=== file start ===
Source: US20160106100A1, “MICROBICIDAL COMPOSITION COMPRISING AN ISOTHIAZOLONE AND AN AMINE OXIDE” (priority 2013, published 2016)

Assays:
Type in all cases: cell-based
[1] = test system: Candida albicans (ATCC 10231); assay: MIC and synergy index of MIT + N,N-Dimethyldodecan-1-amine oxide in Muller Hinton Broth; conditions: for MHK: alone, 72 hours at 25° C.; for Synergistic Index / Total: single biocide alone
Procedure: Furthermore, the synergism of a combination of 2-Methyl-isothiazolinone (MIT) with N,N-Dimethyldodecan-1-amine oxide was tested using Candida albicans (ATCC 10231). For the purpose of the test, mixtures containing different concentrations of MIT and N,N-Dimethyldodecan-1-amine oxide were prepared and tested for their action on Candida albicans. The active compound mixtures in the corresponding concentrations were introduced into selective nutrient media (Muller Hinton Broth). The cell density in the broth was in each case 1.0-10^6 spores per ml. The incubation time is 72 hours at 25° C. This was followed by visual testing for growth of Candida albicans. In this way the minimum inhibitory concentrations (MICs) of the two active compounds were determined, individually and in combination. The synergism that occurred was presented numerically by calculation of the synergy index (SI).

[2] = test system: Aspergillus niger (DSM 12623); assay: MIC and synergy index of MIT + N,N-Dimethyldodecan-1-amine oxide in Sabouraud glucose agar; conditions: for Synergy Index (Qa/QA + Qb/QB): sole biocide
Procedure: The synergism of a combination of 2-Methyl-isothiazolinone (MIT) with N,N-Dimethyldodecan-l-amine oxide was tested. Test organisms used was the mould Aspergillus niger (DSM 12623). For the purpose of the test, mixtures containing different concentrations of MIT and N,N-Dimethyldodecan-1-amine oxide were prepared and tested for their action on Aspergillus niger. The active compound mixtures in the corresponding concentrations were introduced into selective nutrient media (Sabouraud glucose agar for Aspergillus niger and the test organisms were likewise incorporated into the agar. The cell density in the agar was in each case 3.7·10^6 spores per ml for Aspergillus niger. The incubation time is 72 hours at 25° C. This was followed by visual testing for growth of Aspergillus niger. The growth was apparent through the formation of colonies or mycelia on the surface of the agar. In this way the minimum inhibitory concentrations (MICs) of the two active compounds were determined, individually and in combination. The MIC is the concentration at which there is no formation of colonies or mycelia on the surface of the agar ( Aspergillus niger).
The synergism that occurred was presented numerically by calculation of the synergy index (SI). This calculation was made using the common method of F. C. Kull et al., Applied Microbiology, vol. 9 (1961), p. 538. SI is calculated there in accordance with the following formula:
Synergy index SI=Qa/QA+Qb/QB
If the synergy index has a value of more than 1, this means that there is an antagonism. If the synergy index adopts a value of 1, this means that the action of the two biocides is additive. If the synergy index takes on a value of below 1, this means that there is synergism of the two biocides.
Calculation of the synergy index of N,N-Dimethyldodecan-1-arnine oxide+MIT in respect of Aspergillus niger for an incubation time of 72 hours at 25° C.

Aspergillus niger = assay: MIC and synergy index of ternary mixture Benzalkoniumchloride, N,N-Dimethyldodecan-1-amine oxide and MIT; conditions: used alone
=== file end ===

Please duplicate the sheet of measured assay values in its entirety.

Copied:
Source: US20160106100A1, “MICROBICIDAL COMPOSITION COMPRISING AN ISOTHIAZOLONE AND AN AMINE OXIDE” (priority 2013, published 2016)

Assays:
Type in all cases: cell-based
[1] = test system: Candida albicans (ATCC 10231); assay: MIC and synergy index of MIT + N,N-Dimethyldodecan-1-amine oxide in Muller Hinton Broth; conditions: for MHK: alone, 72 hours at 25° C.; for Synergistic Index / Total: single biocide alone
Procedure: Furthermore, the synergism of a combination of 2-Methyl-isothiazolinone (MIT) with N,N-Dimethyldodecan-1-amine oxide was tested using Candida albicans (ATCC 10231). For the purpose of the test, mixtures containing different concentrations of MIT and N,N-Dimethyldodecan-1-amine oxide were prepared and tested for their action on Candida albicans. The active compound mixtures in the corresponding concentrations were introduced into selective nutrient media (Muller Hinton Broth). The cell density in the broth was in each case 1.0-10^6 spores per ml. The incubation time is 72 hours at 25° C. This was followed by visual testing for growth of Candida albicans. In this way the minimum inhibitory concentrations (MICs) of the two active compounds were determined, individually and in combination. The synergism that occurred was presented numerically by calculation of the synergy index (SI).

[2] = test system: Aspergillus niger (DSM 12623); assay: MIC and synergy index of MIT + N,N-Dimethyldodecan-1-amine oxide in Sabouraud glucose agar; conditions: for Synergy Index (Qa/QA + Qb/QB): sole biocide
Procedure: The synergism of a combination of 2-Methyl-isothiazolinone (MIT) with N,N-Dimethyldodecan-l-amine oxide was tested. Test organisms used was the mould Aspergillus niger (DSM 12623). For the purpose of the test, mixtures containing different concentrations of MIT and N,N-Dimethyldodecan-1-amine oxide were prepared and tested for their action on Aspergillus niger. The active compound mixtures in the corresponding concentrations were introduced into selective nutrient media (Sabouraud glucose agar for Aspergillus niger and the test organisms were likewise incorporated into the agar. The cell density in the agar was in each case 3.7·10^6 spores per ml for Aspergillus niger. The incubation time is 72 hours at 25° C. This was followed by visual testing for growth of Aspergillus niger. The growth was apparent through the formation of colonies or mycelia on the surface of the agar. In this way the minimum inhibitory concentrations (MICs) of the two active compounds were determined, individually and in combination. The MIC is the concentration at which there is no formation of colonies or mycelia on the surface of the agar ( Aspergillus niger).
The synergism that occurred was presented numerically by calculation of the synergy index (SI). This calculation was made using the common method of F. C. Kull et al., Applied Microbiology, vol. 9 (1961), p. 538. SI is calculated there in accordance with the following formula:
Synergy index SI=Qa/QA+Qb/QB
If the synergy index has a value of more than 1, this means that there is an antagonism. If the synergy index adopts a value of 1, this means that the action of the two biocides is additive. If the synergy index takes on a value of below 1, this means that there is synergism of the two biocides.
Calculation of the synergy index of N,N-Dimethyldodecan-1-arnine oxide+MIT in respect of Aspergillus niger for an incubation time of 72 hours at 25° C.

Aspergillus niger = assay: MIC and synergy index of ternary mixture Benzalkoniumchloride, N,N-Dimethyldodecan-1-amine oxide and MIT; conditions: used alone